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Canadian doctors discover first antibiotic in 30 years

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Staff Writer | April 27, 2017
Canadian scientists have discovered the first new antibiotic in 30 years and preliminary research suggests it could be a major advance in fighting superbugs, Canadian media reported.
Canadian doctors
New medicine   Clinical tests need to be completed
The research by two doctors at St. Boniface Hospital in Winnipeg in the province of Manitoba was published in the Canadian Journal of Physiology and Pharmacology.

Although clinical tests need to be completed and the drug, named PEG-2S, is years away from being available to the public, it shows promise in tackling at least two of the superbugs that the World Health Organization describes as one of the greatest threats to world population.

Superbugs are bacteria that have developed resistance to antibiotics.

“It is predicted that by about 2030, all of the antibiotics that we use today to treat bacteria and bacterial infections will no longer be effective,” Dr. Grant Pierce, executive director of research at St. Boniface, said, as reported by CTV News. The research was conducted by Pierce and Dr. Pavel Dibrov.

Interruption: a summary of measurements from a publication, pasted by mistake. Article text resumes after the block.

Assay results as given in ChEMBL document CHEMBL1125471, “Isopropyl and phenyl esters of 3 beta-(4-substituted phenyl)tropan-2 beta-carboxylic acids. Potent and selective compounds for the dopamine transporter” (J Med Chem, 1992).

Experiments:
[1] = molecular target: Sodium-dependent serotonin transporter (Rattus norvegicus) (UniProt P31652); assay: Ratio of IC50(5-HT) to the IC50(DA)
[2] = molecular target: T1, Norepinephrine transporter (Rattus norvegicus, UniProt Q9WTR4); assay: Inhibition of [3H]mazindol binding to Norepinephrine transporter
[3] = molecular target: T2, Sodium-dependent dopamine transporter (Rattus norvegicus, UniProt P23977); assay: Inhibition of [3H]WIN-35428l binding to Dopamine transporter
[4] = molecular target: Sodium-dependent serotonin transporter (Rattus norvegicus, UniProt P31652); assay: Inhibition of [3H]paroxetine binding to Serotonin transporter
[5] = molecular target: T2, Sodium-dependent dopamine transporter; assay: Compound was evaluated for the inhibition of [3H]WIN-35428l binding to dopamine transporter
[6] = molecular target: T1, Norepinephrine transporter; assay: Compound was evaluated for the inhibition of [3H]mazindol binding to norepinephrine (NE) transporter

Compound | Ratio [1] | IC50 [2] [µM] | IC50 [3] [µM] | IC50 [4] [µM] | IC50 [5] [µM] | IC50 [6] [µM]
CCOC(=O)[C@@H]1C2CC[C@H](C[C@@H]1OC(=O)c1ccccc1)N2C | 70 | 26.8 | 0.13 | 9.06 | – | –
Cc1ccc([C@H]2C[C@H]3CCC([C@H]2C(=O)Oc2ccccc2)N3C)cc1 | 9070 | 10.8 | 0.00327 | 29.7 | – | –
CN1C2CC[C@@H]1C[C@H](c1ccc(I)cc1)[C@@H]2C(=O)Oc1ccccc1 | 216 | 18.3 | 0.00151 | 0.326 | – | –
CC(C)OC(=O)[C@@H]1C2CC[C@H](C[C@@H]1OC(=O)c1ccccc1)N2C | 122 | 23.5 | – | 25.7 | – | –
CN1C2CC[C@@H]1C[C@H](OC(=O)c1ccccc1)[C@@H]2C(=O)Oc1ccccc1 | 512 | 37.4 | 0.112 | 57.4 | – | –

In preliminary tests, the drug was effective against the sexual disease chlamydia, pneumonia, Legionnaires’ disease, gingivitis and periodontitis, the Canadian Broadcasting Corporation reported.

The two doctors have applied for patent approval from the U.S. Food and Drug Administration. They then plant to begin testing on animals and, provided those tests go well, trials on humans.


 

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